The memorial to William McGonagall on Dundee's Riverside Drive has lines from the poet's works set in stone on the walkway. Visitors smile when they see that the first line of his poem about the Tay Rail Bridge begins with a spelling mistake - "Beatiful" instead of "Beautiful". But the creators of the memorial spelt the word like that deliberately. McGonagall, who is well known for mangling rhymes and metre in his works, was prone to the odd spelling mistake too. It appears that in his manuscript for the poem he made five spelling mistakes in the seven verses of the poem. (The illustration here is of the McGonagall memorial, Greyfriars Churchyard, Edinburgh).
Hunt the Gowk
It is said that April Fool's Day (known as "Hunt the Gowk" in Scotland) began when Pope Gregory revised the calendar in 1562 and moved New Year's Day from April 1 to January 1. Those who were slow to pick up on the change and continued to party on 1 April, were known as April Fools - and we've been playing April Fool jokes ever since. The media enter into the spirit of the day (I have to be careful about "news" stories printed in the papers that day), sometimes with great effect. The respected BBC programme "Panorama" had an item on 1 April 1957 in which Italians were shown gathering the spaghetti harvest from trees. Those who asked how they could grow their own spaghetti were told to place a sprig of pasta in a tin of tomato sauce and hope for the best. Then there was the story in the Scotsman newspaper which revealed that because of tight royal budgets, the Queen was to lease part of Holyrood Park in Edinburgh as a theme park - with wild boars for German tourists to shoot at and a waterfall for white water rafting down the side of Arthur's Seat.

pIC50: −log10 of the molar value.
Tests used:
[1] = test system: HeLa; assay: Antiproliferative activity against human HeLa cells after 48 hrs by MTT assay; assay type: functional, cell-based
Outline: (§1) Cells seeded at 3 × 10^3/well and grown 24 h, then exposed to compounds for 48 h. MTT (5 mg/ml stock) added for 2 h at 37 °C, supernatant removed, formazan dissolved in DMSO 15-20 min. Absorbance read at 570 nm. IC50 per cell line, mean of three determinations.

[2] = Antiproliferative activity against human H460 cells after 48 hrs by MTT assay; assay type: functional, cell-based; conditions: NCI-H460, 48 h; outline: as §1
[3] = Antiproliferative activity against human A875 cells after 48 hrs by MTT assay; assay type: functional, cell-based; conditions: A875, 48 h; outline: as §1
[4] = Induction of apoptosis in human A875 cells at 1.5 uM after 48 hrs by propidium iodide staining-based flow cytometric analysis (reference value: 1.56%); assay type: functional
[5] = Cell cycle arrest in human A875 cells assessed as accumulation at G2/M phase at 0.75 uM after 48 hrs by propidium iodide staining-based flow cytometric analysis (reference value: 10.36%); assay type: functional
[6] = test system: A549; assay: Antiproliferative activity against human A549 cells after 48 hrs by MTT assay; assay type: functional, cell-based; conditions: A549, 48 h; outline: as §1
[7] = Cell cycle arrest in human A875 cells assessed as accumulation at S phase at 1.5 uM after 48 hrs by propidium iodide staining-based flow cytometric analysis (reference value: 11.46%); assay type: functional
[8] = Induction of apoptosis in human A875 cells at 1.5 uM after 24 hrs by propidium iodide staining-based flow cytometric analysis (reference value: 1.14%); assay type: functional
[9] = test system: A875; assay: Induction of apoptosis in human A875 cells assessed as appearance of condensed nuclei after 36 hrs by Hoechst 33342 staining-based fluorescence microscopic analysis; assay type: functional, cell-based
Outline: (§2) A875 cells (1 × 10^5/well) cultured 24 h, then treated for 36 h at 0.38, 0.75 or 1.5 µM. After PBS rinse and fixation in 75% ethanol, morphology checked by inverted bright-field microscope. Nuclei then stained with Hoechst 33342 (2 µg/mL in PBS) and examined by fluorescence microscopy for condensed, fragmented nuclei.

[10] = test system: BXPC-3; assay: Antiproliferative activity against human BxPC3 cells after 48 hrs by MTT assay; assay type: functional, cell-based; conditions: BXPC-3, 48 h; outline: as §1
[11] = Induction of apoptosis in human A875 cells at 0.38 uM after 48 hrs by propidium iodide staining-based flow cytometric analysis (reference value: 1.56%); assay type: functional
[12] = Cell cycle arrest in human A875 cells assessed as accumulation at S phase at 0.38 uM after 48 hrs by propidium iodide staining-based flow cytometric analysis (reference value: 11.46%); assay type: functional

Faster Freight Trains?
Freight trains could travel faster than passenger trains on services between London and Edinburgh under plans unveiled this week by freight operator EWS. The company wants to run non-stop trains at 125mph in services starting next year. But they will have to negotiate time slots on the already busy route with the infrastructure owner Network Rail. EWS is launching new freight services over the next four months serving Glasgow, Stranraer, Grangemouth, Aberdeen and Inverness.
Putting Faith in Text Messaging
Buckhaven Parish Church has been without a minister for two years as a consequence of the shortage of Church of Scotland clerics - nearly 200 parishes are without an incumbent. But the congregation has come up with a novel way of attracting a candidate - they are placing a text message "R U the Min 4 us?" in the next edition of Life and Work, the Church's magazine. The church is also inviting applications by e-mail in the hope that they can attract the attention of a suitable applicant.
Dry Weather Causes Countryside Fires
The prolonged spell of dry weather (it was the driest March since records began) has created tinder dry conditions in many areas and firefighters responded to 1,000 calls in just one day last weekend. It was one of the busiest days experienced by the firemen - Ayrshire and Lanarkshire were particularly badly affected, The fire brigade have asked the public to be careful with smoking materials - including avoiding throwing cigarette ends out of car windows.
Weather in Scotland This Week
It was almost a relief to have rain on Tuesday this week - while not exactly a drought, the long sunny spells are continuing. Glasgow had over 50 hours of sunshine from last Saturday to Friday and Edinburgh only slightly less. Early in the week, temperatures were not particularly high at 10/12C (50/54F) and cool winds from the North Sea made it feel even lower than that. But by Thursday the temperatures had risen to 18C (66F) in St Andrews and on Friday Edinburgh was not far behind on Friday with 17C (63F). Glasgow did not enjoy such high temperatures, however, managing only 14C (57F) on both days. But that was better than a decidedly chilly 9C (48F) on Tuesday.
This week's illustrations of current flowers in Scotland are (above) a camelia flowering in the grounds of Finlaystone House in Inverclyde. Also illustrated here is the blossom of ornamental cherry trees which line some of the streets in Milngavie, north of Glasgow. Both photos were taken within the last ten days.